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    Aurora Movie Shooting Victim Takes on Gun Violence in New PSA

    Stephen Barton knows he's lucky to be alive—and now the 22-year-old survivor of the Aurora, Colo., theater massacre is doing what he can to prevent such a thing from happening again.

    "In the next four years, 48,000 Americans won't be so lucky because they'll be murdered with guns in the next president's term," says Barton, who was shot in the face and neck when a gunman opened fire on a packed screening of The Dark Knight Rises, in a new pro-gun control public service announcement for the Demand a Plan campaign.

    The number of prospective victims is "enough to fill over 200 theaters," Barton notes.

    Four survivors of the Aurora massacre have sued the movie theater for negligence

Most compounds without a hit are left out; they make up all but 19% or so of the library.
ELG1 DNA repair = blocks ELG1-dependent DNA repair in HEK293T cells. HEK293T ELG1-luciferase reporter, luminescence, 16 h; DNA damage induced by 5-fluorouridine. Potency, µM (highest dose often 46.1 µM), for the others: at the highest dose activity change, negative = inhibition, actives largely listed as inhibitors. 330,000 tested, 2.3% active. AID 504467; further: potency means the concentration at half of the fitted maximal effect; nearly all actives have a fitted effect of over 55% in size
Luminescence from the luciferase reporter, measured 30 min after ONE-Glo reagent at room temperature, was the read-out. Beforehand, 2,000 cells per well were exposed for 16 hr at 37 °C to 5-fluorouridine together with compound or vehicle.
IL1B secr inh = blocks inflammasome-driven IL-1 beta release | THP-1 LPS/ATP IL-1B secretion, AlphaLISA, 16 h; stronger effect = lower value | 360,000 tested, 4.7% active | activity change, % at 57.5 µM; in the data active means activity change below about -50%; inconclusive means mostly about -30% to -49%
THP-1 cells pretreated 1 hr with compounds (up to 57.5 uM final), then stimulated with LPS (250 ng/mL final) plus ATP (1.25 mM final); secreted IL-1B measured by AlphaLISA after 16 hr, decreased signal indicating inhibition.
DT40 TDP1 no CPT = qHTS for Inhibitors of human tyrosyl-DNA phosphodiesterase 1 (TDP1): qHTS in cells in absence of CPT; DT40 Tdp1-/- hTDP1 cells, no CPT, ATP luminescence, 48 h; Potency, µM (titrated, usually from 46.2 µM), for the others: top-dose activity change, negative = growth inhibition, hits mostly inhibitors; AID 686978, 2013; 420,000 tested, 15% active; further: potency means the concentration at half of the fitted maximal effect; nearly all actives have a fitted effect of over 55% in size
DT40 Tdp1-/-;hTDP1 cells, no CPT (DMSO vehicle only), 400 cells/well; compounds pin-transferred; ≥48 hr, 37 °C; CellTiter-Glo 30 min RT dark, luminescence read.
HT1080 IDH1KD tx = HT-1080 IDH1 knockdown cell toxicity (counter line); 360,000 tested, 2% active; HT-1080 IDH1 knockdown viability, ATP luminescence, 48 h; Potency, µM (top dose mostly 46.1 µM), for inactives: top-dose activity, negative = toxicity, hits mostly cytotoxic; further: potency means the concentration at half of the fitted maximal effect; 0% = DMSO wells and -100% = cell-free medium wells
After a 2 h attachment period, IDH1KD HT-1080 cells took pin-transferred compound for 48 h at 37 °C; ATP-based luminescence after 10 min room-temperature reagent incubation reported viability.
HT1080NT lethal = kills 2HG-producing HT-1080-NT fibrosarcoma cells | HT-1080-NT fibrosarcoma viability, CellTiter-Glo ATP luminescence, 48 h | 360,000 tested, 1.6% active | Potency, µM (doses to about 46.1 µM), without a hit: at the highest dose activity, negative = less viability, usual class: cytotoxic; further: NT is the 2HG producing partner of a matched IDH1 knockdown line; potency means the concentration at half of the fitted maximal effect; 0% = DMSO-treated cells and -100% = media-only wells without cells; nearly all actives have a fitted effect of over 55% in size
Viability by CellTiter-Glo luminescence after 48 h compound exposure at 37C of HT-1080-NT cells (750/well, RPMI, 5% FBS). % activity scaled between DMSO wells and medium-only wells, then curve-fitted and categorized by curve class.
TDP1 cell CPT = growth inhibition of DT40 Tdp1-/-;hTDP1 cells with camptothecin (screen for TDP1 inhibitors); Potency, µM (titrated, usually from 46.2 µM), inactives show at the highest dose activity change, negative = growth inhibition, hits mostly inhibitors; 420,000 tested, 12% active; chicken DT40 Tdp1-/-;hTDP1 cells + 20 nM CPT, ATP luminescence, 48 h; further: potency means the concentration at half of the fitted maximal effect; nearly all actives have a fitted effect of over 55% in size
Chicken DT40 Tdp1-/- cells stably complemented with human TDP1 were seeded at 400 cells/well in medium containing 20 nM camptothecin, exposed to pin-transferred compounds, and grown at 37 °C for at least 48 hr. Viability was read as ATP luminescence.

The PSA, paid for by United Against Illegal Guns Support Fund, seeks to encourage voters to use the upcoming series of presidential debates to question candidates Mitt Romney and President Barack Obama about what they intend to do to curb gun violence in the near future.

    The July 20 shooting at the Cinefamily-owned Century 16 multiplex in Aurora left 12 people dead and 58 wounded. Suspect James Holmes has been charged with 24 counts of first-degree murder (special circumstances account for the doubling) and 116 counts of attempted murder.

    Barton, who's from Connecticut, was on a cross-country bicycle trip and was just staying the night with a friend in Aurora at the time of the shooting. He now does victim outreach and policy work for Mayors Against Illegal Guns.

    The images from the aftermath of the Dark Knight shooting remain grim as ever, months later

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